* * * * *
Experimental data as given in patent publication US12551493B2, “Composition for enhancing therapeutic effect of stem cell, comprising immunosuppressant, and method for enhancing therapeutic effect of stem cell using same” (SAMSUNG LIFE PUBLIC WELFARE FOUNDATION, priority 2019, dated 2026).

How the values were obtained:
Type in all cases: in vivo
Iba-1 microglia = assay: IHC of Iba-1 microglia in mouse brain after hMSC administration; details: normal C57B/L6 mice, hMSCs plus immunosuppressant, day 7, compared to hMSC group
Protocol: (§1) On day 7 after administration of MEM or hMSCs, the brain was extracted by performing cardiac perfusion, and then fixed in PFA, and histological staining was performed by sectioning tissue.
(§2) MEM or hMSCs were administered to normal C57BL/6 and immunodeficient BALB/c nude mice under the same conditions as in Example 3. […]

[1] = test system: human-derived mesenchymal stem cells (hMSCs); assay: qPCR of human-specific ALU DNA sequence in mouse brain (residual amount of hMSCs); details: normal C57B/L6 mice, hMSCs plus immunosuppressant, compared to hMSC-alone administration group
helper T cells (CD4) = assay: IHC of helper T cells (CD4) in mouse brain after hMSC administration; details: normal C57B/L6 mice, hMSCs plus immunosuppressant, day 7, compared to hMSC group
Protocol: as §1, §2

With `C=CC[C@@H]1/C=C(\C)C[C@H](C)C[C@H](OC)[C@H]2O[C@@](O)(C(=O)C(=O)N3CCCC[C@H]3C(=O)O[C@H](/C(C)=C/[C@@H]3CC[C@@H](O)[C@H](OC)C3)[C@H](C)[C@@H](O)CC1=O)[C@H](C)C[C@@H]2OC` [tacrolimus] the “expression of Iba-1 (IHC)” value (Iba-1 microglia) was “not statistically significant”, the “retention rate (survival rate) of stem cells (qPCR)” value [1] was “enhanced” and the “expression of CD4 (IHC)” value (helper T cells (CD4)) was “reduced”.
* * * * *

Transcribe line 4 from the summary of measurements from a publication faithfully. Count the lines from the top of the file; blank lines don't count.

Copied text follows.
Iba-1 microglia = assay: IHC of Iba-1 microglia in mouse brain after hMSC administration; details: normal C57B/L6 mice, hMSCs plus immunosuppressant, day 7, compared to hMSC group